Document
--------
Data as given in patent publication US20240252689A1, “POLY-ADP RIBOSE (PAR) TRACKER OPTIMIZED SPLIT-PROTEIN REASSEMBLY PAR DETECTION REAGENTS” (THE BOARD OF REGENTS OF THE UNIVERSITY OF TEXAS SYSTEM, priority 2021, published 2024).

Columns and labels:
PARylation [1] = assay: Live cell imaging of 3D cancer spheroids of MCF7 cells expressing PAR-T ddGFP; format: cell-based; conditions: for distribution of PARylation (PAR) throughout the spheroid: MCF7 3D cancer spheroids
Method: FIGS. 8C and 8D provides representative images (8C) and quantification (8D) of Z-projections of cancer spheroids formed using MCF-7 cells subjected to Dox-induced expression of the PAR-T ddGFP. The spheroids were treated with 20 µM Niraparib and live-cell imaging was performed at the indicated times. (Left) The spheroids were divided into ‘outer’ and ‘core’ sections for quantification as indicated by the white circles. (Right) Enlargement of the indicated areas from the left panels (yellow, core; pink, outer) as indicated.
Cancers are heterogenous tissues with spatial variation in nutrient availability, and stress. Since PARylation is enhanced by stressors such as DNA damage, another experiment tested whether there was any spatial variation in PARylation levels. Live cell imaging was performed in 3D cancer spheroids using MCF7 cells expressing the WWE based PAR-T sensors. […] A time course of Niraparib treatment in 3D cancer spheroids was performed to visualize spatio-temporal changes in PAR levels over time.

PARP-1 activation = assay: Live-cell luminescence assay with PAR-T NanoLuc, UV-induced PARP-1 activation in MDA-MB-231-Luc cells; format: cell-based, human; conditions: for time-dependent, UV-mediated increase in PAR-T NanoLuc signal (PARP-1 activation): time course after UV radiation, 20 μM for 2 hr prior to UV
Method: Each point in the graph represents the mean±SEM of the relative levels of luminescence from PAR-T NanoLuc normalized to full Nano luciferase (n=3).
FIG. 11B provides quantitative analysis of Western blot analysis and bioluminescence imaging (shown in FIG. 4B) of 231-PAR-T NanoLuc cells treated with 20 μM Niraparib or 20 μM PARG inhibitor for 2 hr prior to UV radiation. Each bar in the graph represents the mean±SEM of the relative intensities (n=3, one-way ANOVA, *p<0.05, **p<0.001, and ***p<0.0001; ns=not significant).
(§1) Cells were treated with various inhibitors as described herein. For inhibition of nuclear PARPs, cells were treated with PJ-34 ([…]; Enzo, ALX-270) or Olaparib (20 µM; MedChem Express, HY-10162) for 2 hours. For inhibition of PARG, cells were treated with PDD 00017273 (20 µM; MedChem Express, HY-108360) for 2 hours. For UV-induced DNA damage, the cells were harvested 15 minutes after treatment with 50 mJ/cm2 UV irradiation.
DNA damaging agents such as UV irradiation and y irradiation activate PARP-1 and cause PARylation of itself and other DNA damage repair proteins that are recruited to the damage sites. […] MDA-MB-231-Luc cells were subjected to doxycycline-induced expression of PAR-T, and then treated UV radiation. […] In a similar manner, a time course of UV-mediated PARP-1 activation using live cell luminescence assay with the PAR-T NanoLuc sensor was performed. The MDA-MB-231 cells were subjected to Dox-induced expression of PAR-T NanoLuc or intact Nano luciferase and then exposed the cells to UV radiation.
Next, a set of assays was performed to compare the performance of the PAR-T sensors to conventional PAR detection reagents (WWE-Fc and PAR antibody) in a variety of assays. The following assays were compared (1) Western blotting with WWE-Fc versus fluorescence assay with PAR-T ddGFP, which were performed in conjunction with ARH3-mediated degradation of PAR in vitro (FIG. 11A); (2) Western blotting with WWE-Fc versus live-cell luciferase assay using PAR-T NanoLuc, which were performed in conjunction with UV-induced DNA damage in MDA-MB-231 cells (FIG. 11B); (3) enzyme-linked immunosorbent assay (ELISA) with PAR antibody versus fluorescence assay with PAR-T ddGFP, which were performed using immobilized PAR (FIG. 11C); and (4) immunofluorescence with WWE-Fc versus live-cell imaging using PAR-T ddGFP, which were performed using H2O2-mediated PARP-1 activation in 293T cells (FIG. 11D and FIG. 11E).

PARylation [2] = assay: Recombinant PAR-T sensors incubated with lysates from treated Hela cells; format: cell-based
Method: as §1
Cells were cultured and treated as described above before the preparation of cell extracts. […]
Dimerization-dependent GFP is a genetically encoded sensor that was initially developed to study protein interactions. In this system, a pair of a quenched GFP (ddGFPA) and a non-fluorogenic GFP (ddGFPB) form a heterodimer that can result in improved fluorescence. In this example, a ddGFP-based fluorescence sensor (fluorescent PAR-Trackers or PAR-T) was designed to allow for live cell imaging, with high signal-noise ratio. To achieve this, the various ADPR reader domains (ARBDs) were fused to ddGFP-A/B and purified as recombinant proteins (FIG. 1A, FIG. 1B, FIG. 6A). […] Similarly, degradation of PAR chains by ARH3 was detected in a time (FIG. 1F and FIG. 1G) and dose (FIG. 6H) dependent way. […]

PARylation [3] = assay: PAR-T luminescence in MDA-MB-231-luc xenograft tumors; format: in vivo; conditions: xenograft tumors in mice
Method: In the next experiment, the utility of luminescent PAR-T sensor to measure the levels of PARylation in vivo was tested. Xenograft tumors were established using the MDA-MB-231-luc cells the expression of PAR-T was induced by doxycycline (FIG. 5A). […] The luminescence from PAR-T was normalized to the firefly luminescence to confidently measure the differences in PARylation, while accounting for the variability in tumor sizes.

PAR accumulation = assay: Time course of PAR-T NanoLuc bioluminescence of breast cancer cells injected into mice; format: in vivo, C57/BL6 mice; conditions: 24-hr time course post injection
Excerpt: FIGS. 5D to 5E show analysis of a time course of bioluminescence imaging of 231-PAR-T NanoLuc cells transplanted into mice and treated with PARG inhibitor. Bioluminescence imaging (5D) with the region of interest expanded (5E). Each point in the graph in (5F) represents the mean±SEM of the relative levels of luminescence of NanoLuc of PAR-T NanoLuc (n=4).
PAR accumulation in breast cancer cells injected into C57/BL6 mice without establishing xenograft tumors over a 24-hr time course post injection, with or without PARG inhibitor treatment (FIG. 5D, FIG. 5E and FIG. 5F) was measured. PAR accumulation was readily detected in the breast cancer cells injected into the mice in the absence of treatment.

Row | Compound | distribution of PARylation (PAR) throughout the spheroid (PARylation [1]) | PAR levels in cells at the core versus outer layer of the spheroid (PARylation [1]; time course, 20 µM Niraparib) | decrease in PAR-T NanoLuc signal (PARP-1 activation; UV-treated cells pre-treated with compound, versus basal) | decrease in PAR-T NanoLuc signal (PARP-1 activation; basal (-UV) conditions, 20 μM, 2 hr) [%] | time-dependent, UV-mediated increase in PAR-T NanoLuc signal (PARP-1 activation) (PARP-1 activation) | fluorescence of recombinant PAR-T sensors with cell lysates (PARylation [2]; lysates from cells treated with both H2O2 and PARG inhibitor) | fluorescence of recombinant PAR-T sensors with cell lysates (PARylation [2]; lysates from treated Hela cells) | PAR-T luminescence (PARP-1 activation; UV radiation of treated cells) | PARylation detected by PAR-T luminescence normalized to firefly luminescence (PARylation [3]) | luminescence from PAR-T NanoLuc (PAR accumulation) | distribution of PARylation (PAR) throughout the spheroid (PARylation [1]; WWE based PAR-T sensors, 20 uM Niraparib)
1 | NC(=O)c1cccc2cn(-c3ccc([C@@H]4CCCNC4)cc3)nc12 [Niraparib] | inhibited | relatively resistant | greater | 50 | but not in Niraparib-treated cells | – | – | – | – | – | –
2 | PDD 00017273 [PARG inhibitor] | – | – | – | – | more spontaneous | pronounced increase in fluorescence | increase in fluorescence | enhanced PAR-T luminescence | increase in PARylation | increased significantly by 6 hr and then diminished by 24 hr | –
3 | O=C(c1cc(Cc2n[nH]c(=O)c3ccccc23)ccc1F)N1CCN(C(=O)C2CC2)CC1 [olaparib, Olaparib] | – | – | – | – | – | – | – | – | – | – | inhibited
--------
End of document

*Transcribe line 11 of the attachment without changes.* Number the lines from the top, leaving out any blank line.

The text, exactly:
Next, a set of assays was performed to compare the performance of the PAR-T sensors to conventional PAR detection reagents (WWE-Fc and PAR antibody) in a variety of assays. The following assays were compared (1) Western blotting with WWE-Fc versus fluorescence assay with PAR-T ddGFP, which were performed in conjunction with ARH3-mediated degradation of PAR in vitro (FIG. 11A); (2) Western blotting with WWE-Fc versus live-cell luciferase assay using PAR-T NanoLuc, which were performed in conjunction with UV-induced DNA damage in MDA-MB-231 cells (FIG. 11B); (3) enzyme-linked immunosorbent assay (ELISA) with PAR antibody versus fluorescence assay with PAR-T ddGFP, which were performed using immobilized PAR (FIG. 11C); and (4) immunofluorescence with WWE-Fc versus live-cell imaging using PAR-T ddGFP, which were performed using H2O2-mediated PARP-1 activation in 293T cells (FIG. 11D and FIG. 11E).